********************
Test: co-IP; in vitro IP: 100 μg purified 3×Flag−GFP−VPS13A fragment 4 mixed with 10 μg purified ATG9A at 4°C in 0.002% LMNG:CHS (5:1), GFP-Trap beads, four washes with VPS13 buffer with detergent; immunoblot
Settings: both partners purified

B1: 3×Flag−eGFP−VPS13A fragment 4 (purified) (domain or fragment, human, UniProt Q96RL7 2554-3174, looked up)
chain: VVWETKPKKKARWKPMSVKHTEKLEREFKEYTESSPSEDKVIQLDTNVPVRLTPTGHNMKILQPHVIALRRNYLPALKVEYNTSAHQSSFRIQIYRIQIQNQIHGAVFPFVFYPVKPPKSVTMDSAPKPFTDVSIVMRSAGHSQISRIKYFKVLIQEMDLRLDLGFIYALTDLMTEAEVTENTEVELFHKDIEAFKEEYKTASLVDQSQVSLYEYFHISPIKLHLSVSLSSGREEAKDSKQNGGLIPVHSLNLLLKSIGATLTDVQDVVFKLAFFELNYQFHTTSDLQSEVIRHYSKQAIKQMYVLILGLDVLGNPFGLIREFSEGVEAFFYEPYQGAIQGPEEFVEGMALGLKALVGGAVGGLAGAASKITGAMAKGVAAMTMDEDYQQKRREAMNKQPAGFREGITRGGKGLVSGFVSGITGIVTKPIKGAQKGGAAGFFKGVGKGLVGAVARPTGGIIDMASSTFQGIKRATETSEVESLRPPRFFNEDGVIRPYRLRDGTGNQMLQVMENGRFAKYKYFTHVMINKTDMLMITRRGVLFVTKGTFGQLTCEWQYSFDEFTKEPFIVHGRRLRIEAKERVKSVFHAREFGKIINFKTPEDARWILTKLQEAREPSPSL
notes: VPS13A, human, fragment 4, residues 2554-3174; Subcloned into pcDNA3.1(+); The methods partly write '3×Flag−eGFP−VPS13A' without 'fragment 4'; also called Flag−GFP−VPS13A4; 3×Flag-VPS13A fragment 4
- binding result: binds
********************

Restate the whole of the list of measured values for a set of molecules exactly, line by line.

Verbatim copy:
Test: co-IP; in vitro IP: 100 μg purified 3×Flag−GFP−VPS13A fragment 4 mixed with 10 μg purified ATG9A at 4°C in 0.002% LMNG:CHS (5:1), GFP-Trap beads, four washes with VPS13 buffer with detergent; immunoblot
Settings: both partners purified

B1: 3×Flag−eGFP−VPS13A fragment 4 (purified) (domain or fragment, human, UniProt Q96RL7 2554-3174, looked up)
chain: VVWETKPKKKARWKPMSVKHTEKLEREFKEYTESSPSEDKVIQLDTNVPVRLTPTGHNMKILQPHVIALRRNYLPALKVEYNTSAHQSSFRIQIYRIQIQNQIHGAVFPFVFYPVKPPKSVTMDSAPKPFTDVSIVMRSAGHSQISRIKYFKVLIQEMDLRLDLGFIYALTDLMTEAEVTENTEVELFHKDIEAFKEEYKTASLVDQSQVSLYEYFHISPIKLHLSVSLSSGREEAKDSKQNGGLIPVHSLNLLLKSIGATLTDVQDVVFKLAFFELNYQFHTTSDLQSEVIRHYSKQAIKQMYVLILGLDVLGNPFGLIREFSEGVEAFFYEPYQGAIQGPEEFVEGMALGLKALVGGAVGGLAGAASKITGAMAKGVAAMTMDEDYQQKRREAMNKQPAGFREGITRGGKGLVSGFVSGITGIVTKPIKGAQKGGAAGFFKGVGKGLVGAVARPTGGIIDMASSTFQGIKRATETSEVESLRPPRFFNEDGVIRPYRLRDGTGNQMLQVMENGRFAKYKYFTHVMINKTDMLMITRRGVLFVTKGTFGQLTCEWQYSFDEFTKEPFIVHGRRLRIEAKERVKSVFHAREFGKIINFKTPEDARWILTKLQEAREPSPSL
notes: VPS13A, human, fragment 4, residues 2554-3174; Subcloned into pcDNA3.1(+); The methods partly write '3×Flag−eGFP−VPS13A' without 'fragment 4'; also called Flag−GFP−VPS13A4; 3×Flag-VPS13A fragment 4
- binding result: binds